The Council had, in its December 2020 meeting, approved the concession of the ZHPP.
Similarly, the team was briefed on the performance assessment report of the nine Electricity Distribution Companies (DISCOs), which has been forwarded to the Nigerian Electricity Regulatory Commission (NERC), the sector regulator, for further review and action.
At the meeting, it was noted that a thorough performance assessment revealed that most of the set performance targets were not met by the nine electricity distribution companies.
Google Organises Residency Programme for Young Non-mainstream Creators
By Modupe Gbadeyanka
Some young non-mainstream creators were recently gathered in Nairobi, Kenya for a two-day residency programme organised by a tech giant, Google.
The bootcamp took place from Tuesday, June 28 to Thursday, June 30, 2022, and helped participants learn how to better connect with their audiences and move the culture forward through platforms like Google Arts & Culture, YouTube and YouTubeShorts.
The program will see the first batch of 25 young Alté creatives from Nigeria, Kenya, Ghana, Botswana, and South Africa attend the residency and be equipped with entrepreneurial skills on how they can enhance the visibility of their brands.
Google explained that it came up with the idea to upskill and celebrate the young creatives, who are normally not given a chance on mainstream media, which resulted in many of them taking to YouTube and others to tell their stories.
“It’s exciting to see creators that identify as non-mainstream find community on our platform. This comes just a few days after we announced a call for applications for the YouTube Black Voices Fund for 2023 aimed at elevating marginalised voices.
“The aim of the residency is to amplify the impact of the Alté movement in Africa and the world. We also want to showcase how products like YouTube and YouTube Shorts and platforms like Google Arts & Culture can help drive the culture forward,” the Communications and Public Relations Manager for Google West Africa, Taiwo Kola-Ogunlade, said.
Though it started in Nigeria, it has strongly taken root across the continent. Recent Google Search trends from across Africa show an increase in `Alté’ related searches from 2020, with questions like ‘What is alté?’, ‘Who is an alté?’ and ‘How to dress alte?’, being the most searched alté related questions.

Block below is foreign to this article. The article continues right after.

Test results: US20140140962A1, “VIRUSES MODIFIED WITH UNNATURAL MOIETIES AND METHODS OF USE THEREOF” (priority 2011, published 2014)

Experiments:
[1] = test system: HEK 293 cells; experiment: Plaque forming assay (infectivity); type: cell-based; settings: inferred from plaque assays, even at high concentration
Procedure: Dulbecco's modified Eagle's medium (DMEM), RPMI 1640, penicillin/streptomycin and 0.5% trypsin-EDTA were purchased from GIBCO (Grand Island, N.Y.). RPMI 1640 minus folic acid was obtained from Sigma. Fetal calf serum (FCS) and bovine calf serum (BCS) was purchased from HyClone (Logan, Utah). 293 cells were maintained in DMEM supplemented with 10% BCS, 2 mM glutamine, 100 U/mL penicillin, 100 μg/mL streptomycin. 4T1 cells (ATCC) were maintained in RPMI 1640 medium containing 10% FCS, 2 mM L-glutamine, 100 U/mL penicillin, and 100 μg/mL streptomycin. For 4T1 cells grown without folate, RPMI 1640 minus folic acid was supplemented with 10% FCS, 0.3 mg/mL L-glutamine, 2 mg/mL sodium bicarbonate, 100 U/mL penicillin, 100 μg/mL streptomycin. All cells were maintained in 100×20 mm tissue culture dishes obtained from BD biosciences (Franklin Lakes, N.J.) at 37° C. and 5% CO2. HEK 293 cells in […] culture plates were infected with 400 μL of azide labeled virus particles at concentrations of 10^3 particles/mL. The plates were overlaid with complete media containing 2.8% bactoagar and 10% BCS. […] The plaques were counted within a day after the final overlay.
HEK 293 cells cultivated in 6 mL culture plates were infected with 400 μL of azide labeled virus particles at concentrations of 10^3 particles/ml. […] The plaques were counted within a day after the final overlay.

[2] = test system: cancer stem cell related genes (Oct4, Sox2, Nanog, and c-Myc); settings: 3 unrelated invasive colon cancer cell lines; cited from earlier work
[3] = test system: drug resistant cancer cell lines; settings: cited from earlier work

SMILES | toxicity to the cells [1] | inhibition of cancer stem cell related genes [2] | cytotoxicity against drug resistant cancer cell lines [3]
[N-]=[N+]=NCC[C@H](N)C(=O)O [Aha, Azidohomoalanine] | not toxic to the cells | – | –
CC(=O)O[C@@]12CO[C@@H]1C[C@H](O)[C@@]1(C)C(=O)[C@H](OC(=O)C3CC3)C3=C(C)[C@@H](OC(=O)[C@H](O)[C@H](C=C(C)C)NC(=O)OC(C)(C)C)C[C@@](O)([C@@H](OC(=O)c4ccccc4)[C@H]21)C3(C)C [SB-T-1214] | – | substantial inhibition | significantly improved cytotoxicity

Other top searches in Africa on Alté include alte’ music, alte’ songs, alte’ suit designs, top alte’ vibe, alte’ kids, alte’ Nigeria, alte’ in Ghana Music, and alte’ food.
Google has also invited Alté creatives that have global brands such as Tshepo The Jeans Maker to give career talks to the young creative entrepreneurs on how to further build and monetise their brands.
Reps to Investigate Duplication of Functions Across MDAs
By Adedapo Adesanya
The House of Representatives has inaugurated an ad-hoc committee to investigate the duplication of functions rife across ministries, departments, and agencies (MDAs) of the government.
The Speaker of the House of Representatives, Mr Femi Gbajabiamila, who inaugurated the committee, said that the panel aims to reduce the cost of governance and prevent redundancy.
He said that the government has noticed that there was duplication of functions by the different agencies which has led to reduced productivity.
“An organization’s vision and mission must of necessity be derived from the mandate and functions enunciated by its establishment act or any instrument that establishes it.
“Uncertainty sets in when we have multiple agencies carrying out the same functions, leading to bickering, suspicion, and eventually duplication of efforts and waste of hard-earned government resources and time.
“Governments in the past have put in place measures to ensure effective and efficient service delivery by agencies of government, e.g., SERVICOM, but this could not achieve much without a clearly defined mandate,” Mr Gbajabiamila said.
He stressed that “The House of Representatives is not out to witch-hunt any individual or organization, but we are propelled by our desire to ensure good governance and in the exercise of our legislative oversight powers as enshrined in Sections 88 and 89 of the 1999 Constitution of the Federal Republic of Nigeria (as amended).
“This Committee is expected to come up with solutions to the apparent continuous conflict of functions and avoidable bickering among established Ministries, Departments and Agencies (MDA’s), resulting in ineffectiveness, inefficiency and redundancy in the government workforce.
“The committee is therefore expected to engage relevant stakeholders and members of the public with a view to resolving the areas of conflict among the MDA’s, which may require amending some laws and/or outright repeal, as the case may be.”
Mr Gbajabiamila urged the MDAs and other critical stakeholders to work with the committee to complete its mandate in accordance with its Terms of Reference.
The Chairman of the team, Mr Victor Mela Danzaria, said that most of the laws establishing government agencies were made during the military regime and are not in tandem with democracy.
He said that subject matter has been a thorn in the flesh of previous governments which led to the setting up of various committees in the past.
“It is important to note however that our task is different from that of the Oransanya Committee. Whereas their major concern was to reduce the cost of governance, ours is to streamline, merge and if need be, scrap some in order to bring about efficiency in the governance,” Mr Danzaria said.
He assured Nigerians that the committee would conduct a detailed investigation into the activities of some of the agencies and come up with a report that would have a far-reaching decision that would strengthen the agencies.
Meanwhile, the Chief Whip who moved the motion that led to the constitution of the ad-hoc committee, Mr Muhammed Mongunu, said that during a series of oversight functions, it was observed that there were various agencies duplicating functions.
“It is out of the totality of our oversight functions over three sessions that generated the motion on the floor of the House and the parliament saw that there was the need to come up with something that would address these challenges,” Mr Monguno said.
He added that the committee needs to establish areas of mergers and synergies so that existing laws can be justified.